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J Glob Infect Dis. 2018 Jul-Sep;10(3):152-158. doi: 10.4103/jgid.jgid_165_17.

Impact of Per Capita Income on the Effectiveness of School-Based Health Education Programs to Promote Cervical Cancer Screening Uptake in Southern Mozambique.

Author information

Department of Global Health Policy, Graduate School of Medicine, The University of Tokyo, 7-3-1 Hongo, Bunkyo-ku, Tokyo 1130033, Japan.
Faculty of Medicine, Eduardo Mondlane University, PO Box 257, Maputo, Mozambique.
Division of Infectious Diseases, Vanderbilt Institute for Global Health, Vanderbilt University Medical Center, Nashville, TN, USA.
Human Research Protection Program, School of Medicine, University of California San Diego, San Diego, CA, USA.



In the face of rising mortality rates from cervical cancer (CC) among women of reproductive age, a nationwide screening program based on visual inspection with acetic acid was introduced in Mozambique in 2009.


The objective of the study is to examine the impact of per capita income on the effectiveness of school-based health education programs to promote the utilization of CC screening services.

Materials and Methods:

We conducted a cross-sectional study in 2013 involving 105 women randomly selected from households of different economic backgrounds. Marginal effect estimates derived from a logit model were used to explore the patterns in the effectiveness of school-based health education to promote CC screening uptake according to household per capita income, based on purchasing power parity.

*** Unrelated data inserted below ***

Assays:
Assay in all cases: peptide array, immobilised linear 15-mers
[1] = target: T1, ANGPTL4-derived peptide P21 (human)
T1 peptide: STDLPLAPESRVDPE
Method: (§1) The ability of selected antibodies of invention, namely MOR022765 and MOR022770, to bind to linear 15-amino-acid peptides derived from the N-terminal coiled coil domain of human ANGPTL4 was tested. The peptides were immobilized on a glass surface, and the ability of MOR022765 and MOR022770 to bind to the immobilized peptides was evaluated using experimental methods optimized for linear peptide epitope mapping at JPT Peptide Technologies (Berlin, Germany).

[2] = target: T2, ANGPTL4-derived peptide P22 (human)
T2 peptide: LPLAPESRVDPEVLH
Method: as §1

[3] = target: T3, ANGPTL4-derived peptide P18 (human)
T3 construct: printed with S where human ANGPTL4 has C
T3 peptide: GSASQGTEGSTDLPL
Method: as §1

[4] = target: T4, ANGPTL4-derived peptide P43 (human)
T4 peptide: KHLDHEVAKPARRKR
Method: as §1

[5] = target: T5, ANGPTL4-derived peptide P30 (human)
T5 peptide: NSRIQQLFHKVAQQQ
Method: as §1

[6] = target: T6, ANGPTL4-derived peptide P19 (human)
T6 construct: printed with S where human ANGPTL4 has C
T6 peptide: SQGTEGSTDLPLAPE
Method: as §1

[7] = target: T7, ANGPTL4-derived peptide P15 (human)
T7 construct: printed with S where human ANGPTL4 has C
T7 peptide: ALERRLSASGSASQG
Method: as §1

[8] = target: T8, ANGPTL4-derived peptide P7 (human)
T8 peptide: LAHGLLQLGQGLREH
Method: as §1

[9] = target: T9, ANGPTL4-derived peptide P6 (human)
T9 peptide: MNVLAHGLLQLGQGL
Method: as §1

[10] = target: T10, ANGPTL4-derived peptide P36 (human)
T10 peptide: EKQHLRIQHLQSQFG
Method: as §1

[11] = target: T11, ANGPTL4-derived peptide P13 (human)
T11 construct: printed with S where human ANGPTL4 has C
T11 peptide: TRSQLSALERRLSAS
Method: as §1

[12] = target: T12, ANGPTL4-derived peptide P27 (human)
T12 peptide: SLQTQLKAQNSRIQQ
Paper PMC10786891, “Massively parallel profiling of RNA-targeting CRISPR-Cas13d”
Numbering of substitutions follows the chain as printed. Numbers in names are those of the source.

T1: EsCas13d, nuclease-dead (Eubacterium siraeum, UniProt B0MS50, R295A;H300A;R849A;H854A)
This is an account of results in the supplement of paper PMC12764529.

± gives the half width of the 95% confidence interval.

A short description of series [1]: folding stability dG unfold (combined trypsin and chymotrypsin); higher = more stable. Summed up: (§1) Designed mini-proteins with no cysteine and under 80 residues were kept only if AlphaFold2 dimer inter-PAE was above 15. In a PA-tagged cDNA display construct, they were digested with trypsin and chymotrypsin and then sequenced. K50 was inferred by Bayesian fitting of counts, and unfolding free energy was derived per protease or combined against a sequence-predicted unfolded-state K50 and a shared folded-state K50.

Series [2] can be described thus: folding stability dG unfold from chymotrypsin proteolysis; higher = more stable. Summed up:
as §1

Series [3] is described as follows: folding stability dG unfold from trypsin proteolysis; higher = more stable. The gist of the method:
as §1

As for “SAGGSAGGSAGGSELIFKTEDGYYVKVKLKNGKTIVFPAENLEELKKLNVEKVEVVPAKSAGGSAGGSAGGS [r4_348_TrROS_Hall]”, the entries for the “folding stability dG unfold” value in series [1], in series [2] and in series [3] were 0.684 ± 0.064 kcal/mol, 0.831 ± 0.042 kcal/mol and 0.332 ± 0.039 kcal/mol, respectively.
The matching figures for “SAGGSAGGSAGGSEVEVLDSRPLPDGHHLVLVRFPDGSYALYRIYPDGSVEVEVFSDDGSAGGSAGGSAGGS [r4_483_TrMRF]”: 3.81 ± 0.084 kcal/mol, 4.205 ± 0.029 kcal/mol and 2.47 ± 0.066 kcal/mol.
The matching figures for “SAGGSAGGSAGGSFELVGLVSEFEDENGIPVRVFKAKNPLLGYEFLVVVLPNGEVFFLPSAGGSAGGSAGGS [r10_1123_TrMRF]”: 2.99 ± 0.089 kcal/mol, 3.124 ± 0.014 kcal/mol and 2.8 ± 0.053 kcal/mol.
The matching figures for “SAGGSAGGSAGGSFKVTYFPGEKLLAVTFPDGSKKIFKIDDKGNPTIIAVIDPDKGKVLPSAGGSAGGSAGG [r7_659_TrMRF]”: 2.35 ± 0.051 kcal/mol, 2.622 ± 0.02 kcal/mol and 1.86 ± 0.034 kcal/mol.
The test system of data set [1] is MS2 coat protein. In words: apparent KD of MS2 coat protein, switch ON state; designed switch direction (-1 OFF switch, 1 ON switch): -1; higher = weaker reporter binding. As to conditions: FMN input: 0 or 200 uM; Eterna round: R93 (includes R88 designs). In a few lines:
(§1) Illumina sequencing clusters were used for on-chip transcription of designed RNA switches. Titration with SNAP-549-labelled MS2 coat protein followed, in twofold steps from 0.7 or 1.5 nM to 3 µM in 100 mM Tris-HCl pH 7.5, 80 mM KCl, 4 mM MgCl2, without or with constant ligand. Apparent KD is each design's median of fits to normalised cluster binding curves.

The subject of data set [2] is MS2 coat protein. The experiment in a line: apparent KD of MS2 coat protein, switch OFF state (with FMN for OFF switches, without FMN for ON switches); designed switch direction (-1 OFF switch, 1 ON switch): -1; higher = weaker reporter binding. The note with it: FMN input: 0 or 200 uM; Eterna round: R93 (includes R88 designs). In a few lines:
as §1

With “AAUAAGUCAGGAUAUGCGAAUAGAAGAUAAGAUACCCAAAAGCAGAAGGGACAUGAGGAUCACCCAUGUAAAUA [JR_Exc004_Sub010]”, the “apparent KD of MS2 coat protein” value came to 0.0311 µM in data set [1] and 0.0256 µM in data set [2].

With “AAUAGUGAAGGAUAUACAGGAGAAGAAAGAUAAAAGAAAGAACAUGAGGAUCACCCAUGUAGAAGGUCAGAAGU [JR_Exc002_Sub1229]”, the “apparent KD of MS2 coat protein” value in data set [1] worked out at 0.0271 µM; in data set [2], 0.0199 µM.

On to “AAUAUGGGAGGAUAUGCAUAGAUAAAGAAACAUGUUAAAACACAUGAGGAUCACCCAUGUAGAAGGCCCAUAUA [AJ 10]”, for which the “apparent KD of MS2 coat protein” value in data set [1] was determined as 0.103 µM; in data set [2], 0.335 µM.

We found a CC screening uptake of 16.1% (95% confidence interval [CI], 9.7%-24.6%) even though 64.6% (95% CI, 54.2%-74.1%) of women had heard of it. There are important economic differentials in the effectiveness of school-based health education to influence women's decision to receive CC screening. Among women with primary school or less, the probability of accessing CC screening services increases with increasing income (P < 0.05). However, income significantly reduces the effect that school-based health education has on the probability of screening uptake among those women with more than 7 years of educational attainment (P = 0.02).


These results show that CC screening programs in resource-constrained settings need approaches tailored to different segments of women with respect to education and income to achieve equitable improvement in the levels of screening uptake.


Cancer screening; Mozambique; Sub-Saharan Africa; cervical cancer; economic inequalities; health education; human papillomavirus

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